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DCS moves with the times

20 September 2021

Suzanne Gill reports on changing DCS technology which is being adapted to meet the need for more agile production. 

In the past, making a process control choice might have tied a company into the same distributed control system (DCS) technology solution for decades. The scalability and flexibility of traditional DCS systems meant that customers needed to engage for long periods to ensure proper return on investment (ROI) of an often significant investment and this would tie them into a solution.

Offering an explanation as to why some companies had no choice but to do this, Alain Hermans, process control program manager, EMEA at Rockwell Automation, points out that, in the past the use of PLC/SCADA solutions were not recommended for use in some industry sectors, so for many a DCS was the only solution. 

“More recently, with the globalisation of consumer markets there is a growing need for increased production flexibility, alongside CAPEX/OPEX reductions,” said Hermans, and this has resulted in the creation of more scalable and open control systems solutions.

“We are seeing cycles getting shorter and this is driving manufacturers to manage their plant/asset lifecycle in a more pro-active manner,” continued Hermans.  “To reduce the risk of production losses due to obsolescence, manufacturers and processors are now planning migration budgets as part of their business plans.” 

The NAMUR specifications are helping achieve this as they have lessened the need to commit to a single vendor’s control technology, thanks to the MTP (Module Type Package) standards, which demand a vendor neutral and functional description of the process module automation that can be generated by the engineering tool of the module.

So, going forward, how can engineers ensure that their process control assets are future-proofed and have greater flexibility? Hermans believes that industry is driving towards greater standardisation throughout multiple plants and process skids and there is a need to allow the engineering community to quickly adjust systems and add process equipment or modify the DCS system to meet production changes. The solution to help achieve such production flexibility requires an open system which comes with process functionality that enables high levels of standardisation, but without limiting the engineers to adopt the system to the application requirements or future integration of new process equipment.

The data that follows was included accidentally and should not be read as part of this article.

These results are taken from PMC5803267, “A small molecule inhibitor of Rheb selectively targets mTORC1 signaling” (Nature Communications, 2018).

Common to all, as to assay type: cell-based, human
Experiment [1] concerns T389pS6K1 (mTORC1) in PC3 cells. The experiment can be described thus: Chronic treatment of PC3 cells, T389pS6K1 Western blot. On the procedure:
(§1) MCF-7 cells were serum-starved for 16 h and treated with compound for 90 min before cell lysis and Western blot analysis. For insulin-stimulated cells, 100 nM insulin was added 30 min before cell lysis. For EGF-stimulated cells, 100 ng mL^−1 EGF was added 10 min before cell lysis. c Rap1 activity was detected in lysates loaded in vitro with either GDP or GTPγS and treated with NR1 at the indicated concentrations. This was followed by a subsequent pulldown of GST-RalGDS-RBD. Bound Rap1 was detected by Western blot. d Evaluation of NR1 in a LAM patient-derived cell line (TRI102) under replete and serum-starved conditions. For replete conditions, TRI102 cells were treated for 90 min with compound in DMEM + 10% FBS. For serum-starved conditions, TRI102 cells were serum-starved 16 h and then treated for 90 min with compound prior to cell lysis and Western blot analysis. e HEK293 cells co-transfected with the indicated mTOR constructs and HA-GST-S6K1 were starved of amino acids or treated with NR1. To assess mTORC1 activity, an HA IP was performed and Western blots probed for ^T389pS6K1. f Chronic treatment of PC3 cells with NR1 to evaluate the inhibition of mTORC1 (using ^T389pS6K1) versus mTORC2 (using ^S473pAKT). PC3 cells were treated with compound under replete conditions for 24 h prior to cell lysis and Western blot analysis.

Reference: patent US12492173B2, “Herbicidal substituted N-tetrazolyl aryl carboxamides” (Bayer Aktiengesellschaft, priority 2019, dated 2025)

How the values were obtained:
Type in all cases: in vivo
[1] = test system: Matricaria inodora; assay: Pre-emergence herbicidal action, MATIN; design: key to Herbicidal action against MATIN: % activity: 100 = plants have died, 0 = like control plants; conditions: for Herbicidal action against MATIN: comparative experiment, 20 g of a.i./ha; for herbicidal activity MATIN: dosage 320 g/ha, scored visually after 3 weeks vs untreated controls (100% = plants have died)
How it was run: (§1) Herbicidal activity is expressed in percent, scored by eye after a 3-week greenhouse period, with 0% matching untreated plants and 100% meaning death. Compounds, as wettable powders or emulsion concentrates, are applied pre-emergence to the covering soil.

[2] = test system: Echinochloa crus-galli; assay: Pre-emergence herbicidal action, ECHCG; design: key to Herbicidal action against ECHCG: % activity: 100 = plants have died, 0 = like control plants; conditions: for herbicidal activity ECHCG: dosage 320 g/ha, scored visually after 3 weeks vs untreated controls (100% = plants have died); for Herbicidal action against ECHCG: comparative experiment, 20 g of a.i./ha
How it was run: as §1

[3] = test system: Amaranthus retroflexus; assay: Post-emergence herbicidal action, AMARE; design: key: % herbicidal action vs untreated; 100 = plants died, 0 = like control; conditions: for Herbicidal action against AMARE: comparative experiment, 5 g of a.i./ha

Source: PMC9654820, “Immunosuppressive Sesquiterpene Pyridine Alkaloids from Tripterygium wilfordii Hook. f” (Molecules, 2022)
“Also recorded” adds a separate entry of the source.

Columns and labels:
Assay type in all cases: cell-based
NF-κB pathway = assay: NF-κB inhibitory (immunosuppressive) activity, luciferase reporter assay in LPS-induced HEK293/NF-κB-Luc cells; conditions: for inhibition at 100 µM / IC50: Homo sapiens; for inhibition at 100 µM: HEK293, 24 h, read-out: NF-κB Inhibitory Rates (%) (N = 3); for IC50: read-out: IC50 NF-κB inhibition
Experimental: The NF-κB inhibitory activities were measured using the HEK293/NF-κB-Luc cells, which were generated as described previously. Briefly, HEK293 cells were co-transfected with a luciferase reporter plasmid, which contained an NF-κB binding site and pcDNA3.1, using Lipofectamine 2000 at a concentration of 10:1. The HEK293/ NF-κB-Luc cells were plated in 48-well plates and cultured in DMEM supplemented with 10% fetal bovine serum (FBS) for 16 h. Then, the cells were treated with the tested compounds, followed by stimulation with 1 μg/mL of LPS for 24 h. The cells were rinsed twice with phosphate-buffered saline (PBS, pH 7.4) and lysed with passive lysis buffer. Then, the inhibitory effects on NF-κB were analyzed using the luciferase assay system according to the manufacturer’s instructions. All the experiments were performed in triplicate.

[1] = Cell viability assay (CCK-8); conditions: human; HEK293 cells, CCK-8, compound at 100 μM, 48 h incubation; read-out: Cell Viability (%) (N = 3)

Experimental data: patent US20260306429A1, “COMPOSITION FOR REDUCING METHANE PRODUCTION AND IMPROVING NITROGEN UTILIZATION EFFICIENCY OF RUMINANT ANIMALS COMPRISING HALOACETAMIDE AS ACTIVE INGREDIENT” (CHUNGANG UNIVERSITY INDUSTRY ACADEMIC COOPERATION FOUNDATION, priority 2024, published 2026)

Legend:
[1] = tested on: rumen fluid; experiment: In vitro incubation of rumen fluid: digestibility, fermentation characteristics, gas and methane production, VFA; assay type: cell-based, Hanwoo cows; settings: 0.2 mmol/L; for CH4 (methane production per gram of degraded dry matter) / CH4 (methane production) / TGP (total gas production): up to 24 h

High-end analytics and Augmented Reality (AR) are also useful tools that can be added into today’s process control offerings to enable process engineers to review plant functionality before it is created physically, and to give valuable insight into production processes to allow changes to be made to ensure productivity is always maximised.

An ideal world
In an idea world engineers simply want their control systems to work and to be available 24/7/365. They don’t want to build, integrate, troubleshoot and maintain their automation; they want it to just work. 

Sean Sims, vice president of DeltaV platform marketing at Emerson, believes that technology alone is not the answer to more flexible and efficient production. He said: “A strong partnership between customer and automation supplier is required for automation to ‘just work’ and add sustainable value to operations over the long-term. We have seen many facilities that have advanced process control, sophisticated alarm management, and state-of-the-art asset management capabilities, yet the opportunity to use this technology to improve safety, compliance and production, is often under-utilised.

“While new technology makes it possible for companies to change control system technologies more frequently, that doesn’t mean they should take this step,” argues Sims. “Today, we are seeing a trend for companies to invest fewer resources into maintaining automation and instead to ask suppliers to manage everything – from equipment sensors to full control systems and digital twins. I believe that in the coming decade we will see manufacturers making many changes to ensure their production lines become more agile, and that will require strong automation technology partnerships. Very few internal manufacturing organisations have the resources to meet production goals and strategically follow fast-changing technology trends. Indeed, trying to achieve that can leave plants focused on tactical maintenance instead of business goals.” 

Sims believes that, rather than relying on transactional interactions for automation, a better solution is to leverage partnerships to create a long-term sustainable control system plan. “With a strong plan companies can better navigate the time, effort and costs associated with change,” he concluded.

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